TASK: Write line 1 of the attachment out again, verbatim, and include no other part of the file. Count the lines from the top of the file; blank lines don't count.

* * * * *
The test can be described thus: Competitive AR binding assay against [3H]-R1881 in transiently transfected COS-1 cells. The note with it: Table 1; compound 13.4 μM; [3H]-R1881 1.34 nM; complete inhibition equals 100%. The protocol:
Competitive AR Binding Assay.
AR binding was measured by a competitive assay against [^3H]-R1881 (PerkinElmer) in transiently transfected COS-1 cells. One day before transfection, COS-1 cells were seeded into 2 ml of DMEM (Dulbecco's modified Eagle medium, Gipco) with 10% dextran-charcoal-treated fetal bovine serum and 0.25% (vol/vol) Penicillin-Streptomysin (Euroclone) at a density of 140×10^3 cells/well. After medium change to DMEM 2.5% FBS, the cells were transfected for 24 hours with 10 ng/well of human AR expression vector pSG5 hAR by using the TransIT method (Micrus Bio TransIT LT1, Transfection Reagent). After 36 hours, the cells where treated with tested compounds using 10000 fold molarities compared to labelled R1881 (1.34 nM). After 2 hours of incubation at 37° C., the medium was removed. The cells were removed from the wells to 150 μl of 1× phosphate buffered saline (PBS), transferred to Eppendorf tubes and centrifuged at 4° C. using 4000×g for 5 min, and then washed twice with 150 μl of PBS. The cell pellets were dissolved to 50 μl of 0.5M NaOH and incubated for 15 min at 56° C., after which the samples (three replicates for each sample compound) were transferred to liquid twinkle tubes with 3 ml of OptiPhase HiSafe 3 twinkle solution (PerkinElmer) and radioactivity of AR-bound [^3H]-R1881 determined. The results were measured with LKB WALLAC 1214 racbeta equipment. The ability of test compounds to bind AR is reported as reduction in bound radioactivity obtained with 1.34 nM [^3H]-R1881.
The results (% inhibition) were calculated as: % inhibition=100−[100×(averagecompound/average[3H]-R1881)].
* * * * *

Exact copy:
The test can be described thus: Competitive AR binding assay against [3H]-R1881 in transiently transfected COS-1 cells. The note with it: Table 1; compound 13.4 μM; [3H]-R1881 1.34 nM; complete inhibition equals 100%. The protocol: